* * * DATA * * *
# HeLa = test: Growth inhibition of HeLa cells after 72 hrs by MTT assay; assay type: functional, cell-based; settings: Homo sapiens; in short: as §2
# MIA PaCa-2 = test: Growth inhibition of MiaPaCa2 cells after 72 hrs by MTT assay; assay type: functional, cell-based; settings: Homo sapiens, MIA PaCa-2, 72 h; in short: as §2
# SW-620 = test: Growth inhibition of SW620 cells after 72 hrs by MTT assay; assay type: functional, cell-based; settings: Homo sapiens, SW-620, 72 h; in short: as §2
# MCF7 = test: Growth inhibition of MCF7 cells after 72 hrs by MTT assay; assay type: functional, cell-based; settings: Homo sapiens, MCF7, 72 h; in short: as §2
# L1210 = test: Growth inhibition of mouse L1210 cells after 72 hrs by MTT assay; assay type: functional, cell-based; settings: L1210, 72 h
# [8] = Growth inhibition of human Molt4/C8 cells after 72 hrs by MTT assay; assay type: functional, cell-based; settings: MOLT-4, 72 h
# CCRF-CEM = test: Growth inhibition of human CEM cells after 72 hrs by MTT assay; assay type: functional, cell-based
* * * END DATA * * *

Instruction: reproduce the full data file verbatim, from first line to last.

# HeLa = test: Growth inhibition of HeLa cells after 72 hrs by MTT assay; assay type: functional, cell-based; settings: Homo sapiens; in short: as §2
# MIA PaCa-2 = test: Growth inhibition of MiaPaCa2 cells after 72 hrs by MTT assay; assay type: functional, cell-based; settings: Homo sapiens, MIA PaCa-2, 72 h; in short: as §2
# SW-620 = test: Growth inhibition of SW620 cells after 72 hrs by MTT assay; assay type: functional, cell-based; settings: Homo sapiens, SW-620, 72 h; in short: as §2
# MCF7 = test: Growth inhibition of MCF7 cells after 72 hrs by MTT assay; assay type: functional, cell-based; settings: Homo sapiens, MCF7, 72 h; in short: as §2
# L1210 = test: Growth inhibition of mouse L1210 cells after 72 hrs by MTT assay; assay type: functional, cell-based; settings: L1210, 72 h
# [8] = Growth inhibition of human Molt4/C8 cells after 72 hrs by MTT assay; assay type: functional, cell-based; settings: MOLT-4, 72 h
# CCRF-CEM = test: Growth inhibition of human CEM cells after 72 hrs by MTT assay; assay type: functional, cell-based